This absolutely beautiful postcard of the Elisabeth Bridge in Budapest, Hungary comes from Edit. After embarrassingly mistaking it for Chain Bridge, I have had to edit this post quite substantially. Oops. One similarity though, is the fact that both bridges cross the Danube to connect Buda to Pest. The bridge crosses the narrowest part of the river and spans 290 meters. It was originally built between 1897 and 1903 and was named after Elisabeth of Bavaria. It’s absolutely beautiful, thank you Edit!
This awesome cut-out postcard of Lake Balaton came to me from Laci. It’s a type of postcard that I have never seen before, which is pretty awesome. Lake Balaton is the largest lake in Central Europe, with a size of 592 square kilometers. It’s also one of the premier tourist destinations in the country. The Northern shores of the lake are known for both its history and as a major wine region, while the southern shores are known for its resort towns. At its maximum length, the lake spans 77 km and at its maximum width it spans 14 km. The average depth of the lake is not too deep at a mere 3.2 meters and a maximum depth of 12.2 meters. Seems like an excellent place to go and as such, Laci also tells me that it’s the best place in Hungary. Now I have something else, besides Budapest, to go and see once I go to Hungary at some point in my life.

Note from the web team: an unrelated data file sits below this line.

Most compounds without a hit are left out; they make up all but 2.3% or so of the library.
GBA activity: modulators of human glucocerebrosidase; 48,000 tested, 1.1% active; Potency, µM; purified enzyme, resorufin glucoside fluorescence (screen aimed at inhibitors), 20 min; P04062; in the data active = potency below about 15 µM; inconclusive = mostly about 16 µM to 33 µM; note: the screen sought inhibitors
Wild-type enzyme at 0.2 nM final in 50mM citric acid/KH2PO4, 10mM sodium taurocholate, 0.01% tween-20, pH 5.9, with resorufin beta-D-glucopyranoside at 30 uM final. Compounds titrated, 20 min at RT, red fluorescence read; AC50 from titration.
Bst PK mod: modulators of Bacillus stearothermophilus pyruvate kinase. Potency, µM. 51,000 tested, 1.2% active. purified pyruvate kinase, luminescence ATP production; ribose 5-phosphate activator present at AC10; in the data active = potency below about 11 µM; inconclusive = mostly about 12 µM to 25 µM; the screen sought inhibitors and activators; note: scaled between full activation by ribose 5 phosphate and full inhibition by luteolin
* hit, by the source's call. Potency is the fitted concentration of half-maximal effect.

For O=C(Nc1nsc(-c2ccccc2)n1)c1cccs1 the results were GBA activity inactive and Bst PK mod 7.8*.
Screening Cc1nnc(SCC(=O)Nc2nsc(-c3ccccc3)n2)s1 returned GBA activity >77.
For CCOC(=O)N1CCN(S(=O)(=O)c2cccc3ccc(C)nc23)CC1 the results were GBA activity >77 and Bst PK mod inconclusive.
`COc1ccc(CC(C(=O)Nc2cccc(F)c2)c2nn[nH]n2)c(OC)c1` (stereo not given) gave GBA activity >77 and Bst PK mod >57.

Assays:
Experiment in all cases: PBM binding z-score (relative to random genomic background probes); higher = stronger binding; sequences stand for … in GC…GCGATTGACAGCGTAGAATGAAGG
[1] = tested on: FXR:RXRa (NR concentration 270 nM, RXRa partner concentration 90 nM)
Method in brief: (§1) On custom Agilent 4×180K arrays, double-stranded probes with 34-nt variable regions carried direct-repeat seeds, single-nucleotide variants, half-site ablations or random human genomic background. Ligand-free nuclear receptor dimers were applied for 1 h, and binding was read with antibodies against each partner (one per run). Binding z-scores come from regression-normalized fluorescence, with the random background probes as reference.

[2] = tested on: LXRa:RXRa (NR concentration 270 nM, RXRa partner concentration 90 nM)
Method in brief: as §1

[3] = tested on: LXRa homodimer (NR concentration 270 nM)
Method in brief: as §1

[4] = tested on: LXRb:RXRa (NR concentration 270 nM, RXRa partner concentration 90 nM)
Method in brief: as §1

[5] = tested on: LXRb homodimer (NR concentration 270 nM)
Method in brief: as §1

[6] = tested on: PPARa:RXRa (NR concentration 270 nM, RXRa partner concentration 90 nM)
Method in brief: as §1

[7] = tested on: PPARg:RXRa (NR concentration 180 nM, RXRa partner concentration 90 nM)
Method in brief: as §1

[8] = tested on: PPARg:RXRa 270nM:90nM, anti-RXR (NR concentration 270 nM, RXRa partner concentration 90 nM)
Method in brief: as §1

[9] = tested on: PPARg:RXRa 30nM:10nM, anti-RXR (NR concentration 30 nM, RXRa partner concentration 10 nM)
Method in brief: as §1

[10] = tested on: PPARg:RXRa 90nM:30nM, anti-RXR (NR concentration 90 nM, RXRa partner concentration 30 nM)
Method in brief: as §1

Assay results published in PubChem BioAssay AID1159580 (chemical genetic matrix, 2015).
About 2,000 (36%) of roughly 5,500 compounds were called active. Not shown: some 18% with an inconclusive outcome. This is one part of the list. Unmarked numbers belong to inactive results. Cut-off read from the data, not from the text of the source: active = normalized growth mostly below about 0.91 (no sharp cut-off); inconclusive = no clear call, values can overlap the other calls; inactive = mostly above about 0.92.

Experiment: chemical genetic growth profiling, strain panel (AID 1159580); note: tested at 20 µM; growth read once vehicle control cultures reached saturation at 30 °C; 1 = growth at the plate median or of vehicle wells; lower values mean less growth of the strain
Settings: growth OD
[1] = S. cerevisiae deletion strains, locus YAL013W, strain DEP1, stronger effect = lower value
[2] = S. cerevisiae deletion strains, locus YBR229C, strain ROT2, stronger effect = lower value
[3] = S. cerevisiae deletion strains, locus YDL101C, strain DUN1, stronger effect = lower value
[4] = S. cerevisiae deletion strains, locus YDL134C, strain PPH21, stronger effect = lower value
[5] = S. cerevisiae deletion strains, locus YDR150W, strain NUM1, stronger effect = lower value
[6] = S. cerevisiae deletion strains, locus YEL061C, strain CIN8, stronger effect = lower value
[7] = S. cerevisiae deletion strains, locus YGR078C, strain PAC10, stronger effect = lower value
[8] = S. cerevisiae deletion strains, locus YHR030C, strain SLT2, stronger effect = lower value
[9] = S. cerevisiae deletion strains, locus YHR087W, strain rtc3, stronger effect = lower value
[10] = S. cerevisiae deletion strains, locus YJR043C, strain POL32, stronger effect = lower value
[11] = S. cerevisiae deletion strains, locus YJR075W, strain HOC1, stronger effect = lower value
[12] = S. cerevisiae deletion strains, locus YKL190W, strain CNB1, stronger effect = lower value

Definitely one of my most beautiful postcards ever comes to me from Nárcisz, who lives in Budapest, Hungary. Széchenyi Chain Bridge is a bridge in Budapest that connects the 2 parts of the city over the river, from Buda to Pest. The bridge was the first permanent crossing in Budapest across the Danube and was completed in 1849. It is also the landmark that I most closely associate with Budapest. The bridge was upgraded in 1914 and during World War 2 it was severely damaged. Luckily it was rebuilt and reopened in 1949, otherwise this amazing postcard would never have found its way to South Africa. I thank you Nárcisz for this absolutely amazing postcard!
Julia from Gyöngyös in Hungary sent me these 2 lovely postcards showing where she lives. I must say that I was so glad when I got them as both Julia and I thought that they had gone missing after taking over 3 months to reach me. The postcard at the top shows Mátra, which is a mountain range in the North of the country. The country’s peak at 1014 meters is found in this range. The area at Mátra has a number of volcanic cones which reach between 250 and 400 meters high. Most of the land is also cultivated for agricultural purposes. At the bottom you’ll see the town of Gyöngyös which is home to about 34 000 people. The name of the town means “Made of Pearls” and a different way to interpret it would be the Hungarian word for mistletoe, which can apparently be directly translated to “wood pearls.” This only makes sense if you take into account that mistletoe is abundant in this area. Mistletoe, check… Now to find some pretty girls to take with me… Anyway, thank you Julia!